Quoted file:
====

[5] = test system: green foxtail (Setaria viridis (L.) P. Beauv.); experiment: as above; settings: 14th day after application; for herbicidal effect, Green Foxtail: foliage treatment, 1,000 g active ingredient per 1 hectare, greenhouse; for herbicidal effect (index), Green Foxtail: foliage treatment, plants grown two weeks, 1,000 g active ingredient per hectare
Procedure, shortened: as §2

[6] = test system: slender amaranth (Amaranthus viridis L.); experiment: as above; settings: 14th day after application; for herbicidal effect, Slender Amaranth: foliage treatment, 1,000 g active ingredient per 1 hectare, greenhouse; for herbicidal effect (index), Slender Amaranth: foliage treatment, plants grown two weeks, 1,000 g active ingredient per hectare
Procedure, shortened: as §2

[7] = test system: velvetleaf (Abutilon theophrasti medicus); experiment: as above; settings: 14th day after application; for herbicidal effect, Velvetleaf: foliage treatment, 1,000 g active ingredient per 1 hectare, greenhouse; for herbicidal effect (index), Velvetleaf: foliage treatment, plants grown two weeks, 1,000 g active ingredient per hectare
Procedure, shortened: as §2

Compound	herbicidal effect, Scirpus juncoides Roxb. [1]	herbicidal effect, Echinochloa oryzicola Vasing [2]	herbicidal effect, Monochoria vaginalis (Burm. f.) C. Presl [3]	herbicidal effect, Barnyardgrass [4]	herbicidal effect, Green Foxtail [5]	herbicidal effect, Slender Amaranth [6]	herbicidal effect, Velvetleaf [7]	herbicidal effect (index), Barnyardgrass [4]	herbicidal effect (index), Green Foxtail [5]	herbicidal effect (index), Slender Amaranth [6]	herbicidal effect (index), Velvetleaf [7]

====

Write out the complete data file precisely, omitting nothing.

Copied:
[5] = test system: green foxtail (Setaria viridis (L.) P. Beauv.); experiment: as above; settings: 14th day after application; for herbicidal effect, Green Foxtail: foliage treatment, 1,000 g active ingredient per 1 hectare, greenhouse; for herbicidal effect (index), Green Foxtail: foliage treatment, plants grown two weeks, 1,000 g active ingredient per hectare
Procedure, shortened: as §2

[6] = test system: slender amaranth (Amaranthus viridis L.); experiment: as above; settings: 14th day after application; for herbicidal effect, Slender Amaranth: foliage treatment, 1,000 g active ingredient per 1 hectare, greenhouse; for herbicidal effect (index), Slender Amaranth: foliage treatment, plants grown two weeks, 1,000 g active ingredient per hectare
Procedure, shortened: as §2

[7] = test system: velvetleaf (Abutilon theophrasti medicus); experiment: as above; settings: 14th day after application; for herbicidal effect, Velvetleaf: foliage treatment, 1,000 g active ingredient per 1 hectare, greenhouse; for herbicidal effect (index), Velvetleaf: foliage treatment, plants grown two weeks, 1,000 g active ingredient per hectare
Procedure, shortened: as §2

Compound	herbicidal effect, Scirpus juncoides Roxb. [1]	herbicidal effect, Echinochloa oryzicola Vasing [2]	herbicidal effect, Monochoria vaginalis (Burm. f.) C. Presl [3]	herbicidal effect, Barnyardgrass [4]	herbicidal effect, Green Foxtail [5]	herbicidal effect, Slender Amaranth [6]	herbicidal effect, Velvetleaf [7]	herbicidal effect (index), Barnyardgrass [4]	herbicidal effect (index), Green Foxtail [5]	herbicidal effect (index), Slender Amaranth [6]	herbicidal effect (index), Velvetleaf [7]